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Interaction between AuNRs and BSA using MD simulation from 0 to 223 ns. (a) Crystal structures of BSA and the sulfur atoms around plane S (bottom view) and (b) those around plane S (depicted as green plane, side view). (c) Representative temporal snapshots of BSA binding to the gold surface. The unfolding secondary structures are highlighted in green. (d,e) Number of sulfur atoms in contact and contact surface area of an individual BSA on the gold surface accompanying with time. In (a–c), BSA is rendered as a cartoon representation and the three domains are colored cyan, red, and blue. The sulfur atoms are highlighted in a van der Waals representation and colored yellow. (Reprinted with permission from Ref . Copyright 2013 American Chemical Society)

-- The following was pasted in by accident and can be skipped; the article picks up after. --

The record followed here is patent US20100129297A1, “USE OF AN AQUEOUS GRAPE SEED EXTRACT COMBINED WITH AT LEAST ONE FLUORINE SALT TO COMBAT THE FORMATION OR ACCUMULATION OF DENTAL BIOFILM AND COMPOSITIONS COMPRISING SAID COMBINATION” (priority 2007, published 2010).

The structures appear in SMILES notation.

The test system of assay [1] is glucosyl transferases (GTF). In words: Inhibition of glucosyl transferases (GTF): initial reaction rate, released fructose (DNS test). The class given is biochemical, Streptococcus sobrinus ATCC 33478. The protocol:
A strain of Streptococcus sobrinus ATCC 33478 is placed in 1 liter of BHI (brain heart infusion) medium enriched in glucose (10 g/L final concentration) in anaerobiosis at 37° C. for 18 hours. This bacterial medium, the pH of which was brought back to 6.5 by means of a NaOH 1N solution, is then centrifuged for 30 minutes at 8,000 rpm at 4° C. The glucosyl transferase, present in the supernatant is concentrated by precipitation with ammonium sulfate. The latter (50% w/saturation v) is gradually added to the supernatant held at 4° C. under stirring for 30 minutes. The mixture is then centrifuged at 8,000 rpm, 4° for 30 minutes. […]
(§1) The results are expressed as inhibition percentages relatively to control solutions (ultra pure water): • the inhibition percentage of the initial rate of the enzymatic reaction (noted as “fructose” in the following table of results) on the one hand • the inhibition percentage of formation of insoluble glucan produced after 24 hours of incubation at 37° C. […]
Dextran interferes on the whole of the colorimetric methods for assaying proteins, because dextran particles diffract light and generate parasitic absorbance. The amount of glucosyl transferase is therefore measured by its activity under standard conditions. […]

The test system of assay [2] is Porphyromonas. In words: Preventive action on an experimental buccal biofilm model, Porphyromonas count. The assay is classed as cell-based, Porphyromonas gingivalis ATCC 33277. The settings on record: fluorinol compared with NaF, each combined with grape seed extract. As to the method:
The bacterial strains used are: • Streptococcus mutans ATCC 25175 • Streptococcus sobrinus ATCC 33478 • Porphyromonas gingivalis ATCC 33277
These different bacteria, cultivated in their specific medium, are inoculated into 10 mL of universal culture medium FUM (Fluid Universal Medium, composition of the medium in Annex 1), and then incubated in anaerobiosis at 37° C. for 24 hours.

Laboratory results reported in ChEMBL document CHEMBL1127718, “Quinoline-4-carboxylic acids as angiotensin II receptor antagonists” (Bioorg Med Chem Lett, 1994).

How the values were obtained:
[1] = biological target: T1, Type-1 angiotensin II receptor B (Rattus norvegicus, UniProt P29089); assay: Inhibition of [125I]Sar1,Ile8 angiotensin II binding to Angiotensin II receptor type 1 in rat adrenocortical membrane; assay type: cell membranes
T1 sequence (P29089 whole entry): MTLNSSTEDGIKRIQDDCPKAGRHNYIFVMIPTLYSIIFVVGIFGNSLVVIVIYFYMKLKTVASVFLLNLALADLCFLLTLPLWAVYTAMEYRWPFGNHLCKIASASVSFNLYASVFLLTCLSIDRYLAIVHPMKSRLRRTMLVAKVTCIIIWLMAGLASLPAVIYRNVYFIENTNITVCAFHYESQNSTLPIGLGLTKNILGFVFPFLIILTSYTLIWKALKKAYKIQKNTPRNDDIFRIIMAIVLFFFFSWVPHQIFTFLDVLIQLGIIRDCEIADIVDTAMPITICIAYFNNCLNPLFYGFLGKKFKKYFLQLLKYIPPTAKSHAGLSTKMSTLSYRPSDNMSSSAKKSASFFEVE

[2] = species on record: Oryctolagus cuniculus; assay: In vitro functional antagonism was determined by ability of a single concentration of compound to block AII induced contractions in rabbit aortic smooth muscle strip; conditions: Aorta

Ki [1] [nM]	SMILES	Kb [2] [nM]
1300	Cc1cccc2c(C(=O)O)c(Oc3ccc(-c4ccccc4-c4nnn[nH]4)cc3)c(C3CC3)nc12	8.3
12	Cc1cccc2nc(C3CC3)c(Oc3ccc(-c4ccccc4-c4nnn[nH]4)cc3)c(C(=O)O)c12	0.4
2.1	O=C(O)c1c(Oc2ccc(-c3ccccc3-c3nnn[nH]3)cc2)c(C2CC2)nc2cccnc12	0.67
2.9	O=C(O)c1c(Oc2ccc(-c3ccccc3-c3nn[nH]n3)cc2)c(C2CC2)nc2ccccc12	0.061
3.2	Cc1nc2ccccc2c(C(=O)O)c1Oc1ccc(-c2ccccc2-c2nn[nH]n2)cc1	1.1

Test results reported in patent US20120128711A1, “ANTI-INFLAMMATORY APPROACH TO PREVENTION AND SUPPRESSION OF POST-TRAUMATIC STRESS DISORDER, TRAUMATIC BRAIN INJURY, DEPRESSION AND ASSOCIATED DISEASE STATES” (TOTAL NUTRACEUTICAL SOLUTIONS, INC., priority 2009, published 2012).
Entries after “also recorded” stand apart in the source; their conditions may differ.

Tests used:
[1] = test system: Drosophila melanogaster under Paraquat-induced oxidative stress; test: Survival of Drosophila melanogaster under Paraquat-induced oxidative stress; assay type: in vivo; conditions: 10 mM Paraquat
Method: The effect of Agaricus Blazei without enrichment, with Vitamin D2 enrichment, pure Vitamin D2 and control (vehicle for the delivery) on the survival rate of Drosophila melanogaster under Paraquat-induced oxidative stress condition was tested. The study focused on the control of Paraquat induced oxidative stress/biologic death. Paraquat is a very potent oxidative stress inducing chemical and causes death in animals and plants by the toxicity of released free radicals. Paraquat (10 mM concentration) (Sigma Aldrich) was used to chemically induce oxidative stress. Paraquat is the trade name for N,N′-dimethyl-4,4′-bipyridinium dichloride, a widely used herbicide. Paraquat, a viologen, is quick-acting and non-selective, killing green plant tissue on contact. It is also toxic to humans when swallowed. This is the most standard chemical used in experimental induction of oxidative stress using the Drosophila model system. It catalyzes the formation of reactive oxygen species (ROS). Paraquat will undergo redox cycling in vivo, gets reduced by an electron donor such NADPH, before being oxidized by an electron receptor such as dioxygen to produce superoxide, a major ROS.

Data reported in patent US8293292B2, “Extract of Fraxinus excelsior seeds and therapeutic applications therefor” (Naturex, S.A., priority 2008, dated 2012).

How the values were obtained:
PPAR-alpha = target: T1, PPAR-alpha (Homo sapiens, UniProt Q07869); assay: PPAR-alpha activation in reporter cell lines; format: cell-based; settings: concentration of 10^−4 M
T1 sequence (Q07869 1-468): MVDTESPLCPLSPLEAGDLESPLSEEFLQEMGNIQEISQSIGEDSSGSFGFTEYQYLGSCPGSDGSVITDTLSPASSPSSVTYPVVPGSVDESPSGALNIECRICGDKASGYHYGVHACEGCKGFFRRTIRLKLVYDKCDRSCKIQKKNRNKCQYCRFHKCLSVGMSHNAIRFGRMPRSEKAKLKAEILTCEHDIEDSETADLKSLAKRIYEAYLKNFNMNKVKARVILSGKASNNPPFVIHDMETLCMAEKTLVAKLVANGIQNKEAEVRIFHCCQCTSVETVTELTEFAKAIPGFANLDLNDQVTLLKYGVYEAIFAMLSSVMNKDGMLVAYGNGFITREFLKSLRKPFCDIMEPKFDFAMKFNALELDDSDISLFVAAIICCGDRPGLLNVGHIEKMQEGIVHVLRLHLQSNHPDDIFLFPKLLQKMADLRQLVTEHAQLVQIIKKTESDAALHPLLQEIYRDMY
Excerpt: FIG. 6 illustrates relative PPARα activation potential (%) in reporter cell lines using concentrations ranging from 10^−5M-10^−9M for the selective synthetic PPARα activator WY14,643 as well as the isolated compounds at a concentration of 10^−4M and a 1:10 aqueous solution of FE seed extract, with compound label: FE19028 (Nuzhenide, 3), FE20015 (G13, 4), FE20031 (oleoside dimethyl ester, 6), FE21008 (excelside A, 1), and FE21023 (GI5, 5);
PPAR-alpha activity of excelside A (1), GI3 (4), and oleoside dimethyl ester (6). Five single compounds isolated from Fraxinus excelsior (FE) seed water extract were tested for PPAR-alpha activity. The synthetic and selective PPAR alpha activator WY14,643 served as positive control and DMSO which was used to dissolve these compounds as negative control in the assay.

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Interaction of serum protein BFg with SWCNT. (a) The setup of the simulation system for BFg interacting with SWCNT in water (the BFg protein is shown in ribbon view, SWCNT in light‐blue wires, and water in red dots [only O atoms shown]); (b) One representative 1 µs MD trajectory showing the wrapping of the long helices of BFg around the SWCNT. Despite the significant amount of computational resources applied, the complete wrapping is still beyond the current reach (even with the state‐of‐the‐art supercomputers).